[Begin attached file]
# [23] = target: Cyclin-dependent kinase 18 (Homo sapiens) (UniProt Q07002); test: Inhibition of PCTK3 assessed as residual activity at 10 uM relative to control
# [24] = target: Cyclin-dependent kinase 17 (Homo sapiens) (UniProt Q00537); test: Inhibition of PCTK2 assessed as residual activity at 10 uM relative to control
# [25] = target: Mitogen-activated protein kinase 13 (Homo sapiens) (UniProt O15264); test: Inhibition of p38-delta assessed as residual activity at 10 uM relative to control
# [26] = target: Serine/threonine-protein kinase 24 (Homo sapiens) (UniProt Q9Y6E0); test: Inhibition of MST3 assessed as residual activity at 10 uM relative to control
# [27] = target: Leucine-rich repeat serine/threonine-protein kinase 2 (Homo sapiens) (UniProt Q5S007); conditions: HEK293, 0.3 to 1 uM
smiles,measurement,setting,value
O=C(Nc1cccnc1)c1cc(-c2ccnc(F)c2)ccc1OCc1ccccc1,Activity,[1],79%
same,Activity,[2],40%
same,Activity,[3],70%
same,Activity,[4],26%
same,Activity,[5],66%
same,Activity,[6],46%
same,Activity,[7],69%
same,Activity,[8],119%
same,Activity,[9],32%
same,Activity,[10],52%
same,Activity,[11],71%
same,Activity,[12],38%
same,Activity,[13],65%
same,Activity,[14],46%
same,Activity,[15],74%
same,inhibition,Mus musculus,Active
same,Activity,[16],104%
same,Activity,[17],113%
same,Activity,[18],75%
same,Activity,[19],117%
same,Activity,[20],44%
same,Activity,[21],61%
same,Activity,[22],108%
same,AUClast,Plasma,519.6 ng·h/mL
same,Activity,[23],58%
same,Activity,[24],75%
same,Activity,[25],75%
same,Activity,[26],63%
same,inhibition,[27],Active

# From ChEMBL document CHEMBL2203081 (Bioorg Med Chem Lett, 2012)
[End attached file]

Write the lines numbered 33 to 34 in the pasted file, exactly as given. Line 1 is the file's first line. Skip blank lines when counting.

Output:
same,Activity,[25],75%
same,Activity,[26],63%